IMF Executive Board Concludes 2010 Article IV Consultation with Ireland

Public Information Notice (PIN) No. 10/86
July 14, 2010

Public Information Notices (PINs) form part of the IMF's efforts to promote transparency of the IMF's views and analysis of economic developments and policies. With the consent of the country (or countries) concerned, PINs are issued after Executive Board discussions of Article IV consultations with member countries, of its surveillance of developments at the regional level, of post-program monitoring, and of ex post assessments of member countries with longer-term program engagements. PINs are also issued after Executive Board discussions of general policy matters, unless otherwise decided by the Executive Board in a particular case. The staff report (use the free Adobe Acrobat Reader to view this pdf file) for the 2010 Article IV Consultation with Ireland is also available.

On July 7, 2010, the Executive Board of the International Monetary Fund (IMF) concluded the Article IV consultation with Ireland.1


The Irish economy is undergoing a profound adjustment to unwind the imbalances created during the boom years. Over the past decade, rapid credit growth fueled the property bubble, while increasing banks’ exposure to the property market. Economic activity became heavily dependent on the construction and financial sectors. High price and wage growth created a competitiveness gap. When, around the onset of the global financial crisis, the domestic property bubble deflated, the balance sheets of households, banks, and the government were severely damaged. Average national house prices, having fallen by 34 percent from the peak, are yet to stabilize.

Over 2008–09, output contracted by about 10 percent. Domestic consumption and investment fell sharply while exports declined less during the global downturn than did exports elsewhere. Unemployment increased from 4½ percent in 2007 to about 13 percent in March 2010. Recent indicators point to a return to economic growth during this year, but following its earlier steep fall, GDP in 2010 is projected to be about ½ percent lower than in 2009. With output below potential and high unemployment, prices declined by 1.7 percent in 2009 and staff projects a further fall of 1.8 percent in this year.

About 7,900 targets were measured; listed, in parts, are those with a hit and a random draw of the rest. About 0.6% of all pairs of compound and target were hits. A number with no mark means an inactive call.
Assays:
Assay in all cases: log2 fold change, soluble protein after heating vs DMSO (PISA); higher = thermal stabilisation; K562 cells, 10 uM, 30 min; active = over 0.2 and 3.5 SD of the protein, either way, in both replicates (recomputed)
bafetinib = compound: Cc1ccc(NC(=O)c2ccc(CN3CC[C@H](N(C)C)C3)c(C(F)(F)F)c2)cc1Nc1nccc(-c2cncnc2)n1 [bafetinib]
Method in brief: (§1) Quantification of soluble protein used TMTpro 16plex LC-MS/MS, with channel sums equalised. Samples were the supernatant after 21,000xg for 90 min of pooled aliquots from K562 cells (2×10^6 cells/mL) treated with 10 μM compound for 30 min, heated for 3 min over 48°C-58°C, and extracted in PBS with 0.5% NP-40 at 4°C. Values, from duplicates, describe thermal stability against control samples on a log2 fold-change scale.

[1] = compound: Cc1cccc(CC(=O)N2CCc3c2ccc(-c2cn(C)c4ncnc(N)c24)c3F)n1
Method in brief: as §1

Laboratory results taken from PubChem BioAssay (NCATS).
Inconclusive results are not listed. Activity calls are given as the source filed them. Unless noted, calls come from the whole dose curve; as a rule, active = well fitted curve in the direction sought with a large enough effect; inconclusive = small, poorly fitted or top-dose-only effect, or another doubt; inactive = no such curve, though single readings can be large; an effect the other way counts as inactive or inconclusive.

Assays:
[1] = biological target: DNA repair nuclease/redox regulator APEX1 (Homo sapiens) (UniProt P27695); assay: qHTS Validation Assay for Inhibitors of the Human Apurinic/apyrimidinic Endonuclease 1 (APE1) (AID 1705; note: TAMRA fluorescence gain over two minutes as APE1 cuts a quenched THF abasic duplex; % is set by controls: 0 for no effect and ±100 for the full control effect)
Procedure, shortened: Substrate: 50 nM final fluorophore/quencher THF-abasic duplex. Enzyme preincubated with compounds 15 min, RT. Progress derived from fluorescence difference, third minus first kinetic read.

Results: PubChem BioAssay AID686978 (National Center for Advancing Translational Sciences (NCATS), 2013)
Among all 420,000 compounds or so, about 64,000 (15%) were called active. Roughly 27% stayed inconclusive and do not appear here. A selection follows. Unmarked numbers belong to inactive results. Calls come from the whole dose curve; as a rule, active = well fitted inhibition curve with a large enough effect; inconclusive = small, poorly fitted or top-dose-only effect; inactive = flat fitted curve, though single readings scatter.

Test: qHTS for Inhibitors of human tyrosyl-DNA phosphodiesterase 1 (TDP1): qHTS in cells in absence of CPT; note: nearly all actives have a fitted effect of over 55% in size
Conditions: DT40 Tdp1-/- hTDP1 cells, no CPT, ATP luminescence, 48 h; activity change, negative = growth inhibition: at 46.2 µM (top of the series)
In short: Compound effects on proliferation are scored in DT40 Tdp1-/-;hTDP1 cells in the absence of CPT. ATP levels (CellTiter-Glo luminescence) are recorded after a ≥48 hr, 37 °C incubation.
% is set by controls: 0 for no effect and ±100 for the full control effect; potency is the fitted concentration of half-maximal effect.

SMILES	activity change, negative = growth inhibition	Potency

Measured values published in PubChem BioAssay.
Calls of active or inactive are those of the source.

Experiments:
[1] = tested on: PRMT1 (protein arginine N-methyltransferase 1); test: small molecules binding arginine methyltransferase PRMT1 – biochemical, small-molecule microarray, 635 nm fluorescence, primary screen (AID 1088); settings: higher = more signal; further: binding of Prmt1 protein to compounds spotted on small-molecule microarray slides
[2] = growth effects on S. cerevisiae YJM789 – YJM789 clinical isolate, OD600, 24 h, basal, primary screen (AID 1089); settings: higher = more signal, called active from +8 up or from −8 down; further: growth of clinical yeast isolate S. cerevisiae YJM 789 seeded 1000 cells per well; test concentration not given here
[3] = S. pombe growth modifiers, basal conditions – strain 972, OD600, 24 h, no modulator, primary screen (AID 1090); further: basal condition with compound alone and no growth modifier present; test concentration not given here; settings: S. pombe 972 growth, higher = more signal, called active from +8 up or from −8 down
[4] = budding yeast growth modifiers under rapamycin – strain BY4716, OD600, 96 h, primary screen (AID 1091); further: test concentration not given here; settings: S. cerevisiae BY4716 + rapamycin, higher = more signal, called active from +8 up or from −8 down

Under heavy pressure as the domestic crisis weakened asset quality and profitability and access to international wholesale funding tightened, the banking sector required extensive support from the government and European Central Bank (ECB) liquidity provision. Banks’ borrowing is supported by government guarantees, the National Asset Management Agency (NAMA) has started acquiring distressed property development and commercial real estate assets from banks at a sizeable discount, and, following stress-testing by the Financial Regulator, the government is contributing to banks’ capital enhancement.

Public finances were in balance over 2003–07, but were reliant on rapid growth and property-related revenues. As economic activity fell and bank recapitalization costs materialized, the general government deficit increased to 14¼ percent of GDP in 2009. Gross public debt increased from 25 percent of GDP in 2006 to 64 percent of GDP in 2009. The government has implemented a series of consolidation measures to help contain the deficit below 12 percent in 2010. The authorities’ multi-year plan is intended to achieve a sustainable fiscal position.

Despite the policy credibility achieved through these efforts, renewed market pressures in recent weeks point to the challenges ahead.

Executive Board Assessment

Executive Directors considered that the authorities’ decisive measures to support the banking sector and advance fiscal consolidation have helped gain policy credibility and stabilize the economy. Directors encouraged the authorities to sustain these efforts and actively manage risks going forward.

Directors noted that vulnerabilities remain elevated as evidenced by continued pressures in sovereign debt and bank funding markets. With limited fiscal resources for dealing with contingencies, maintaining a steady policy course will require effective mechanisms for oversight and transparency, and high-quality communication to minimize risks and sustain market confidence.

Directors concurred with staff’s analysis that the speed of the recovery is likely to be moderate with relatively limited growth and high unemployment. Growth prospects are weighed down by the ongoing correction of pre-crisis imbalances. The unwinding of these imbalances—arising from rapid credit growth, inflated property prices, and high wage and price levels—could limit the upside potential. In this context, Directors noted that structural reforms aimed at regaining competitiveness and boosting potential output are necessary to put the recovery on a sustainable track.